Why Your Company Shouldn’t Have a Women’s Network
If you’re interested in empowering and nurturing your female employees, think long and hard before you set up an internal women’s network, warns one female CEO — they often backfire.
By Jessica Stillman (Editor, Women 2.0)
Here on Women 2.0, posts outlining what bigger tech companies are doing to attract, empower and inspire female staff get a great reception. And why wouldn’t they? Everyone here is in favor of increasing women’s ambitions, career satisfaction and levels of professional success.
But just because you’re for all these good things, doesn’t mean you should be for any old women’s network your company sets up, warns Avivah Wittenberg-Cox, author and CEO of gender consulting firm 20-first, on the HBR Blog Network recently. Your firm’s intentions may be good, but unless it is willing to put some thought and real resources into their initiative, it can end up doing more harm than good. She explains:
How much longer must we witness the following scenario repeat itself?
A group of men who decide (or are told by government) that they need more women in their teams turn to the few women in senior roles and task them with finding a solution. The women, delighted with this glimmer of interest in their fate, duly throw themselves (in their free time, on top of their day jobs) into launching usually unfunded corporate women’s networks and draft a business case on the corporate advantages of gender balance. A senior woman is put in charge and sent to every external conference as a corporate representative. This results in a women’s conference with lots of motivational speakers and a few male ‘champions’ to encourage the girls. Sound familiar?
At first, everyone is happy. The women are delighted to have some time to themselves. As one senior woman in a Magic Circle law firm told me, “It’s the only place where we can, just momentarily, be ourselves.” The men are delighted that they are ‘doing something’ for women.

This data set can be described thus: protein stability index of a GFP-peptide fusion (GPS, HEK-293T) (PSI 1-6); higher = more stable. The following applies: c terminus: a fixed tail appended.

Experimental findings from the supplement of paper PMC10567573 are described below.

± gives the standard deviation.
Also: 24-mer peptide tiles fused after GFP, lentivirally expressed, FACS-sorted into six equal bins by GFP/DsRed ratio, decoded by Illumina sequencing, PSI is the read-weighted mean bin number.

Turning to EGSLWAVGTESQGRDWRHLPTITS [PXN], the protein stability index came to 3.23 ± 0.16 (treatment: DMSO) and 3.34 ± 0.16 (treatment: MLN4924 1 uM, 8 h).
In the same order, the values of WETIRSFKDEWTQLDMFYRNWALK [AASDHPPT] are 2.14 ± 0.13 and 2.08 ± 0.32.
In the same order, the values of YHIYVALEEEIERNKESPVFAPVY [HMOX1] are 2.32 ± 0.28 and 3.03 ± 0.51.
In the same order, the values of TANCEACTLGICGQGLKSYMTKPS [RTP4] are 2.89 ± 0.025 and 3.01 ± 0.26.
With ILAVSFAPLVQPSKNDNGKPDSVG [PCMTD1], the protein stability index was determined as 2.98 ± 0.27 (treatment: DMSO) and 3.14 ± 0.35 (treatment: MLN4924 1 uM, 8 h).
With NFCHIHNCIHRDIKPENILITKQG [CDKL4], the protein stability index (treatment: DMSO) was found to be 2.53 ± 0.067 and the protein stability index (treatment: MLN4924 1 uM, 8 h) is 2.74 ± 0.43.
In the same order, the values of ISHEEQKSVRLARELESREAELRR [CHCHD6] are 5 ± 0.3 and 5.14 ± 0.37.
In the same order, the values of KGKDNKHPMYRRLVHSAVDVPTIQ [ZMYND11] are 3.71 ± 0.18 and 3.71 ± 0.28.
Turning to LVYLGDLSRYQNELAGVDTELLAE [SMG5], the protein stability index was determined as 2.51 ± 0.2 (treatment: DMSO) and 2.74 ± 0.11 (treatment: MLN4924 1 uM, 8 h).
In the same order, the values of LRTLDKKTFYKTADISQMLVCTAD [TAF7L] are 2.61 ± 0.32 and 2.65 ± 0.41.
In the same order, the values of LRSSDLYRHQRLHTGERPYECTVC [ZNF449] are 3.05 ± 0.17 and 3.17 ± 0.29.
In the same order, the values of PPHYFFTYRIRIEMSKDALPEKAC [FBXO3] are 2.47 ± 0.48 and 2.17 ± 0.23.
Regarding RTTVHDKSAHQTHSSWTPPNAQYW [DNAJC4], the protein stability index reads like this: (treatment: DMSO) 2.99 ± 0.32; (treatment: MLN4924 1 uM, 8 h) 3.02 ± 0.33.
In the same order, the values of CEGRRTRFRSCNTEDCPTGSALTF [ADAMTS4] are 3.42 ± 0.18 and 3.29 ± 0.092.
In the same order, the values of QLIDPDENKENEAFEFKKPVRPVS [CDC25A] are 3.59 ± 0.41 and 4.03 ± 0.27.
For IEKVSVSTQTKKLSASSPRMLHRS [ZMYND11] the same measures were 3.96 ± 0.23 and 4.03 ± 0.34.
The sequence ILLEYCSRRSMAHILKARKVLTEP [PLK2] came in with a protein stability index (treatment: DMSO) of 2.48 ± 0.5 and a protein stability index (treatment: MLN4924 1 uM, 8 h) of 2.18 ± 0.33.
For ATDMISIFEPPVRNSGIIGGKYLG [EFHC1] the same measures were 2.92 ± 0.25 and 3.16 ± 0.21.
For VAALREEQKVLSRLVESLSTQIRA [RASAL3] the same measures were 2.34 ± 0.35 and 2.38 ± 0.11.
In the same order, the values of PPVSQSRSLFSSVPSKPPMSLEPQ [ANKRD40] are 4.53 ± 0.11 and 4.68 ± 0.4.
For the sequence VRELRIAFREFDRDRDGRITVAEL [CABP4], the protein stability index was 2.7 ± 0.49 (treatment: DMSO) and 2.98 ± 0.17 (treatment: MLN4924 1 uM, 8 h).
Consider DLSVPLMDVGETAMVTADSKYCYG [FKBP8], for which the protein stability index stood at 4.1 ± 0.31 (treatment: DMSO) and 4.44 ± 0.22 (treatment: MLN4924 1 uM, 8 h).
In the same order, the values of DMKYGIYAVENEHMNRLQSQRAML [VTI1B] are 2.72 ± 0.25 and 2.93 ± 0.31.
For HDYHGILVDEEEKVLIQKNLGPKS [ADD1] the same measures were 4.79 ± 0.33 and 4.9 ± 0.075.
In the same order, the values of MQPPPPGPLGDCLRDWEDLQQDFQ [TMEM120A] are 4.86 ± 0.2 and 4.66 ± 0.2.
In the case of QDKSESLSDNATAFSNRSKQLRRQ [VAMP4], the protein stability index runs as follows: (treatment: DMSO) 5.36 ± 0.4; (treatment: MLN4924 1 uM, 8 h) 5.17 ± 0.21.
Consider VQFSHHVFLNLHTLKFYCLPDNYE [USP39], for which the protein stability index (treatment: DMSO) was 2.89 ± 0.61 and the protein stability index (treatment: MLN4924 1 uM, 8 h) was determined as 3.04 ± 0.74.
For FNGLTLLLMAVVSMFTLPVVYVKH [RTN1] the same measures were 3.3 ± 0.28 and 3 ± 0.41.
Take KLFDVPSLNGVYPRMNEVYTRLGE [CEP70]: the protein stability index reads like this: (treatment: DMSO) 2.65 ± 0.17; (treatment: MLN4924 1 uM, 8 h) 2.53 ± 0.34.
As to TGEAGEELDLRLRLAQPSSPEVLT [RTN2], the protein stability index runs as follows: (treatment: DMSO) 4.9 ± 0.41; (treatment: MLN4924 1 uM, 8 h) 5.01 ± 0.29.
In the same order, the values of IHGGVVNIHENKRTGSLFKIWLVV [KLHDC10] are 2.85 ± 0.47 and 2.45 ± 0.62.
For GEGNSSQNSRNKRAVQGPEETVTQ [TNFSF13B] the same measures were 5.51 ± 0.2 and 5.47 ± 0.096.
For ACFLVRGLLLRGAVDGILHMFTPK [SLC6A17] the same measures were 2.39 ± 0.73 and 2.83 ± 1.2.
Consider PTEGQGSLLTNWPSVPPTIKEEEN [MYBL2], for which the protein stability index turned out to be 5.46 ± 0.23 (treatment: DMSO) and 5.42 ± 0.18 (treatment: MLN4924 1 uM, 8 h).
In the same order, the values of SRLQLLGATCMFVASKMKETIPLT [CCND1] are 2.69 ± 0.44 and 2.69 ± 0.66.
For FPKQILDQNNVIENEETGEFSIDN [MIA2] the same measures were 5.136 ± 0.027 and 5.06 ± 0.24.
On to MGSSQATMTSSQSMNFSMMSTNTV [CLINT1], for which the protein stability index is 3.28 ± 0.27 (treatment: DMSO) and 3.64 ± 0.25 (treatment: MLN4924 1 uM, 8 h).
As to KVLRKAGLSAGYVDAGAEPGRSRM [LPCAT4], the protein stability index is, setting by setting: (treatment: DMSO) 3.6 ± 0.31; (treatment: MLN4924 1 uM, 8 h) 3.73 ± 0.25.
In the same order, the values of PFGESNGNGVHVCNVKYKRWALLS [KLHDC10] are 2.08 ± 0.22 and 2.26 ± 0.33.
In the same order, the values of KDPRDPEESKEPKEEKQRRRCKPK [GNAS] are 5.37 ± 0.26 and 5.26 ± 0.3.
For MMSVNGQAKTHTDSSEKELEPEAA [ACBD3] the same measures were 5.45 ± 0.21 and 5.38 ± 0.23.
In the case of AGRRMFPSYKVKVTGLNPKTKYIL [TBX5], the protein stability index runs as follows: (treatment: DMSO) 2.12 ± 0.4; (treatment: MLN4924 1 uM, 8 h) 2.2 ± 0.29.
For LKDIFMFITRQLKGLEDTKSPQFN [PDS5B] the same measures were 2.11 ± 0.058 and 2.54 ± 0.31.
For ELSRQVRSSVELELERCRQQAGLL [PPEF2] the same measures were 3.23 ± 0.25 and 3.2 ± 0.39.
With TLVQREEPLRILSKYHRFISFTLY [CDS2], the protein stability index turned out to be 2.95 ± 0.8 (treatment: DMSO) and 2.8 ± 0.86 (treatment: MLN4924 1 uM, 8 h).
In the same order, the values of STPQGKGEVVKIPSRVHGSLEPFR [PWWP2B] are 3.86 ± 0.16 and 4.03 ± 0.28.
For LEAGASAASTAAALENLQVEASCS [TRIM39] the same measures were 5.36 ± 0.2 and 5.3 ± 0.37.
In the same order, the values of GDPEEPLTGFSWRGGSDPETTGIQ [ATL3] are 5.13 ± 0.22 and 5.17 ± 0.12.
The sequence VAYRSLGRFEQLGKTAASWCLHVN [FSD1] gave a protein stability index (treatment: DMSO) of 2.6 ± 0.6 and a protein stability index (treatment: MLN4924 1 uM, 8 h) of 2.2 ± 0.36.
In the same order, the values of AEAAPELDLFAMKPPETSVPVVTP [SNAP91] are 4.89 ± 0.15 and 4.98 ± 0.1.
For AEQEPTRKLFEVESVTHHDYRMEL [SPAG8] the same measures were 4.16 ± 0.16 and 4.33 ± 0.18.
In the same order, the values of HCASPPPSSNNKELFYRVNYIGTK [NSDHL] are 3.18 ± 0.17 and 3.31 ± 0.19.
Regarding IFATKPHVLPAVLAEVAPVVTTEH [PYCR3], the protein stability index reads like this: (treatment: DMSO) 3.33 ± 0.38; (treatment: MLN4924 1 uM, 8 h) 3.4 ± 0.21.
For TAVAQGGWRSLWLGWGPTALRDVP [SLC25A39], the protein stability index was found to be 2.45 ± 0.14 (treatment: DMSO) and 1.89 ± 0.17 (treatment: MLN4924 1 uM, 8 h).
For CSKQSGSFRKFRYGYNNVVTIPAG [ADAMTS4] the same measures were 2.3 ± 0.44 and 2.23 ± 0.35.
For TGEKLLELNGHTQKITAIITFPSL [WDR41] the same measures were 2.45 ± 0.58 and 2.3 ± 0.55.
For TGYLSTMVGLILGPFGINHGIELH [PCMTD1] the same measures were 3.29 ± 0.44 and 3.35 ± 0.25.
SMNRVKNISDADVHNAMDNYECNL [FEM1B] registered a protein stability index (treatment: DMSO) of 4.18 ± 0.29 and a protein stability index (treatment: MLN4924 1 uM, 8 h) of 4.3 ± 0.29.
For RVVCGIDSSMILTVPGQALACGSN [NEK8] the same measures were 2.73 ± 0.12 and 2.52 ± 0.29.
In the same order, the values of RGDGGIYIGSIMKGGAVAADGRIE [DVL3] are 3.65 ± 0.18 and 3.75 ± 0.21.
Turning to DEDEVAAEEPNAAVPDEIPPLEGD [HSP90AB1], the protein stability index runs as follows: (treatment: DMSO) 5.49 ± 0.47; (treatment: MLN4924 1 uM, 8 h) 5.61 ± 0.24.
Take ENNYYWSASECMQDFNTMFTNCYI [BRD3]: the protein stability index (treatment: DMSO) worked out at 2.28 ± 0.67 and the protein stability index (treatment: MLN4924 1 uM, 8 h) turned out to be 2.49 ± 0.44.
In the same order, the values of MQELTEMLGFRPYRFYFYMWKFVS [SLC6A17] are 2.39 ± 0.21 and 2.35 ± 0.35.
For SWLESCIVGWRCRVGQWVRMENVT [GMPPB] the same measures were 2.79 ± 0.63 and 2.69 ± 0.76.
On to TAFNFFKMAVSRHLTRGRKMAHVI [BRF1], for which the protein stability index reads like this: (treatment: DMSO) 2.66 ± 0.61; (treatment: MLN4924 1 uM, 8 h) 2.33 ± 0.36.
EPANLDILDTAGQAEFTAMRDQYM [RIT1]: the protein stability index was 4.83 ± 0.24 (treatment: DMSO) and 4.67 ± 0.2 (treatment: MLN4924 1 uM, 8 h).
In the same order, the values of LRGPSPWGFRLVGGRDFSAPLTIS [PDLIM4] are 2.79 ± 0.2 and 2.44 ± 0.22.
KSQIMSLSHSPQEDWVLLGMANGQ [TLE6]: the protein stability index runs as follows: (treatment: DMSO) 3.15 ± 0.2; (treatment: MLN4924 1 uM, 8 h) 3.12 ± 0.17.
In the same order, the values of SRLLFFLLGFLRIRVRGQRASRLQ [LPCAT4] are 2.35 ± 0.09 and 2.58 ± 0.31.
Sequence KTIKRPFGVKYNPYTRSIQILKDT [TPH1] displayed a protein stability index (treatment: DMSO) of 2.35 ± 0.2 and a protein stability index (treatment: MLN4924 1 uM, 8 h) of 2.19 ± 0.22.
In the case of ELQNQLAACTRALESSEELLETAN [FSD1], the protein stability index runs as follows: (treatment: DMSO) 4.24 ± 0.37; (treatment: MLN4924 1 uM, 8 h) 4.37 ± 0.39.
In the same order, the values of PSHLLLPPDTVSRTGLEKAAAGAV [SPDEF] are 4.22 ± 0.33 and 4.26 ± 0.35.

But after a few years, the ladies grow embittered, pointing out how little progress has been made in the actual balance of leadership. The gentlemen reaffirm that, despite ‘all that they have done for women’, the ladies still aren’t able to make it.
This sidesteps the real issue: that the men currently in power may not actually have the skills and knowledge to effectively manage across genders… Women’s networks and activities end up… used more to placate women than to promote them.
Want your company’s initiative not to meet the same fate as these toothless predecessors? Check out Wittenberg-Cox’s complete post for ideas on how to create a women’s network that is actually effective.
Women 2.0 readers: Do you agree that women’s networks are often used more to placate women than actually drive change?
Jessica Stillman is an editor at Women 2.0 and a freelance writer with interests in unconventional career paths, generational differences, and the future of work. She writes a daily column for Inc.com and has blogged for CBS MoneyWatch, GigaOM and Brazen Careerist, among others. Follow her on Twitter at @entrylevelrebel.
Photo credit: Dell’s Official Flickr